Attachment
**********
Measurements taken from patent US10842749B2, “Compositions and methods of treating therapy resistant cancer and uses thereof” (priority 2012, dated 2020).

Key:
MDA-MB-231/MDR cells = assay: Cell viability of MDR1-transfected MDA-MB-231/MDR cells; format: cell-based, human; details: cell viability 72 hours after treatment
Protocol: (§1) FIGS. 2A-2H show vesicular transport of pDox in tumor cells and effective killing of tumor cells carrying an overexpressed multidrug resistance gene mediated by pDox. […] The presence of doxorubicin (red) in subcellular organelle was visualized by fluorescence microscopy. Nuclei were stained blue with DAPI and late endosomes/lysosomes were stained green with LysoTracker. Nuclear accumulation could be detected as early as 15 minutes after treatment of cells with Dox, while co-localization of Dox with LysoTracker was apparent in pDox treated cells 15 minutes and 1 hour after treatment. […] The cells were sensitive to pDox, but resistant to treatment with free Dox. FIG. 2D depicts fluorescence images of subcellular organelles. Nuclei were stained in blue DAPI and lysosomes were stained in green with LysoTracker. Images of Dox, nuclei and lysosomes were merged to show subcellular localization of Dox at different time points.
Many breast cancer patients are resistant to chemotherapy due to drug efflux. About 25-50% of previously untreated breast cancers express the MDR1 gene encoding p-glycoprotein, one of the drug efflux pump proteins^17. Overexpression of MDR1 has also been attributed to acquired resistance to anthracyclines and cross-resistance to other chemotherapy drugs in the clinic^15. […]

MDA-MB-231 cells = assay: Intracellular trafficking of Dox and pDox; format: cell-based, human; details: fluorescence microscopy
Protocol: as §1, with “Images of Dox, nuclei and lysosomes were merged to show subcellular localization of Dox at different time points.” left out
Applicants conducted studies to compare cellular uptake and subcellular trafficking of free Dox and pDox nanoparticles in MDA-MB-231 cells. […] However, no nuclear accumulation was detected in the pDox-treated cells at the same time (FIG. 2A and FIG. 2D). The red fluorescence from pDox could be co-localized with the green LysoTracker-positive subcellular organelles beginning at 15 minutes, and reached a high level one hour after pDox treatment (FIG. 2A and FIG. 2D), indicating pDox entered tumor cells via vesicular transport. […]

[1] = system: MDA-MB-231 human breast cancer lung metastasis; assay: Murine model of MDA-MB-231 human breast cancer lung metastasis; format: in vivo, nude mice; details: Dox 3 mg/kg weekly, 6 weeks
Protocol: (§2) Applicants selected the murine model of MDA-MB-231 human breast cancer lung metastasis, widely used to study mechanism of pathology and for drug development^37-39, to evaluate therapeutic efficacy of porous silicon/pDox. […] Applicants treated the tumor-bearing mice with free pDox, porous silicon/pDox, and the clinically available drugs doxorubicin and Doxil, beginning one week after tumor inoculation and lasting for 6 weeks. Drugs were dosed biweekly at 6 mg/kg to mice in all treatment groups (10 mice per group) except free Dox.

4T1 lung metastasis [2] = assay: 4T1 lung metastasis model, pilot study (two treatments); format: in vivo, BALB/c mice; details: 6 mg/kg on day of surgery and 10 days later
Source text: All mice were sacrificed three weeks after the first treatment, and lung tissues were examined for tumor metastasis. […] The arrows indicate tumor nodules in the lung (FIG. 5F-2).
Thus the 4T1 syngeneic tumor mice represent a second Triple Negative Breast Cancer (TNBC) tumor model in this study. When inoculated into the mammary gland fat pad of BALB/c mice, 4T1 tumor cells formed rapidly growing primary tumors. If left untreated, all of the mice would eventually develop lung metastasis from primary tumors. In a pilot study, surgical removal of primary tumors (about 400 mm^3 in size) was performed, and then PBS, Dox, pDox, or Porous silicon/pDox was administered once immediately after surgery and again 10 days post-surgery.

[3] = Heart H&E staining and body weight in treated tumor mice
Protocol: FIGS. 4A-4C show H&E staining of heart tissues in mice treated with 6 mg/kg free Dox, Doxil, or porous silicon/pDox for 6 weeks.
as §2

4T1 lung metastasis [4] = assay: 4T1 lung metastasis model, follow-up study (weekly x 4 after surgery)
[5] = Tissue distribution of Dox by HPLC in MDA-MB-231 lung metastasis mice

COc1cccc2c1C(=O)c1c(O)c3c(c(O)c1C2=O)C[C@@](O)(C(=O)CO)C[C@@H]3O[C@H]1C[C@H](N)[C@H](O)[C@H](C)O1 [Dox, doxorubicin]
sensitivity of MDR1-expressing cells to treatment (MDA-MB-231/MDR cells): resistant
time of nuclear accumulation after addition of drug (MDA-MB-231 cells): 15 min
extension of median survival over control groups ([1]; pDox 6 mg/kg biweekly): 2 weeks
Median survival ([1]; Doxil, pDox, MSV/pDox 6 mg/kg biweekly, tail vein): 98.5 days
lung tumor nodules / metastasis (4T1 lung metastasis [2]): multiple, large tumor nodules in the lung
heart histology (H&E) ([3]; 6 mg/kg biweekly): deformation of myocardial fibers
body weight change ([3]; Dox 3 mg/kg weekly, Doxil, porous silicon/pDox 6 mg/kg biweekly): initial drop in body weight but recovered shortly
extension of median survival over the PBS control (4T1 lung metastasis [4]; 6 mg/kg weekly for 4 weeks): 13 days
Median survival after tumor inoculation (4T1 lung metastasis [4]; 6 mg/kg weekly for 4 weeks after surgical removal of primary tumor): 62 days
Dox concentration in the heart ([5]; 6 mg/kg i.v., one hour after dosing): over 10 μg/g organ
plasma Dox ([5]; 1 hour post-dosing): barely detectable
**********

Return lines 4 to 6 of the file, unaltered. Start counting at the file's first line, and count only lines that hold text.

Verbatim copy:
Protocol: (§1) FIGS. 2A-2H show vesicular transport of pDox in tumor cells and effective killing of tumor cells carrying an overexpressed multidrug resistance gene mediated by pDox. […] The presence of doxorubicin (red) in subcellular organelle was visualized by fluorescence microscopy. Nuclei were stained blue with DAPI and late endosomes/lysosomes were stained green with LysoTracker. Nuclear accumulation could be detected as early as 15 minutes after treatment of cells with Dox, while co-localization of Dox with LysoTracker was apparent in pDox treated cells 15 minutes and 1 hour after treatment. […] The cells were sensitive to pDox, but resistant to treatment with free Dox. FIG. 2D depicts fluorescence images of subcellular organelles. Nuclei were stained in blue DAPI and lysosomes were stained in green with LysoTracker. Images of Dox, nuclei and lysosomes were merged to show subcellular localization of Dox at different time points.
Many breast cancer patients are resistant to chemotherapy due to drug efflux. About 25-50% of previously untreated breast cancers express the MDR1 gene encoding p-glycoprotein, one of the drug efflux pump proteins^17. Overexpression of MDR1 has also been attributed to acquired resistance to anthracyclines and cross-resistance to other chemotherapy drugs in the clinic^15. […]

MDA-MB-231 cells = assay: Intracellular trafficking of Dox and pDox; format: cell-based, human; details: fluorescence microscopy